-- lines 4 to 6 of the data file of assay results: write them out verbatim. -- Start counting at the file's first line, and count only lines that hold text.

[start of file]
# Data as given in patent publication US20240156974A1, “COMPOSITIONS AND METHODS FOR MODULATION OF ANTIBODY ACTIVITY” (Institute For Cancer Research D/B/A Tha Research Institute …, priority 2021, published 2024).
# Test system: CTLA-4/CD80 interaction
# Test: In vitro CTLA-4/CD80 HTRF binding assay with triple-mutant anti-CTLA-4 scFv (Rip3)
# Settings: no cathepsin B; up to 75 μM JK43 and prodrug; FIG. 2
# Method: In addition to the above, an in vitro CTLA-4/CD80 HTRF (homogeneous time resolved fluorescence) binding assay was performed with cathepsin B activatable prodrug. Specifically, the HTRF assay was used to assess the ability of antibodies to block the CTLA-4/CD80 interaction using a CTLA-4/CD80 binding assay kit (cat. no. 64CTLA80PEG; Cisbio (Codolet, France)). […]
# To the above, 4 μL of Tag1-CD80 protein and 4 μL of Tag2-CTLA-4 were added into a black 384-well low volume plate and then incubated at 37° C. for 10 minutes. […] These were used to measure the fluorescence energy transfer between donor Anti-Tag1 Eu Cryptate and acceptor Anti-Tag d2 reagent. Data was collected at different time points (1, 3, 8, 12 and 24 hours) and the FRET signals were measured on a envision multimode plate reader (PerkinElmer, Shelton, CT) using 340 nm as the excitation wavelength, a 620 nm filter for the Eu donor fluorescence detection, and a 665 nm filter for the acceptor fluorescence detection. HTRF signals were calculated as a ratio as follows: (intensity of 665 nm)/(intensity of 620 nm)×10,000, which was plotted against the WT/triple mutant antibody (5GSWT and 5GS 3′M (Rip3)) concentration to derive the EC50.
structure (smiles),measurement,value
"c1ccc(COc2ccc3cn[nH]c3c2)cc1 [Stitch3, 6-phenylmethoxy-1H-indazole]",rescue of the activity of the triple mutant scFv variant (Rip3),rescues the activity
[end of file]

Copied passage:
# Settings: no cathepsin B; up to 75 μM JK43 and prodrug; FIG. 2
# Method: In addition to the above, an in vitro CTLA-4/CD80 HTRF (homogeneous time resolved fluorescence) binding assay was performed with cathepsin B activatable prodrug. Specifically, the HTRF assay was used to assess the ability of antibodies to block the CTLA-4/CD80 interaction using a CTLA-4/CD80 binding assay kit (cat. no. 64CTLA80PEG; Cisbio (Codolet, France)). […]
# To the above, 4 μL of Tag1-CD80 protein and 4 μL of Tag2-CTLA-4 were added into a black 384-well low volume plate and then incubated at 37° C. for 10 minutes. […] These were used to measure the fluorescence energy transfer between donor Anti-Tag1 Eu Cryptate and acceptor Anti-Tag d2 reagent. Data was collected at different time points (1, 3, 8, 12 and 24 hours) and the FRET signals were measured on a envision multimode plate reader (PerkinElmer, Shelton, CT) using 340 nm as the excitation wavelength, a 620 nm filter for the Eu donor fluorescence detection, and a 665 nm filter for the acceptor fluorescence detection. HTRF signals were calculated as a ratio as follows: (intensity of 665 nm)/(intensity of 620 nm)×10,000, which was plotted against the WT/triple mutant antibody (5GSWT and 5GS 3′M (Rip3)) concentration to derive the EC50.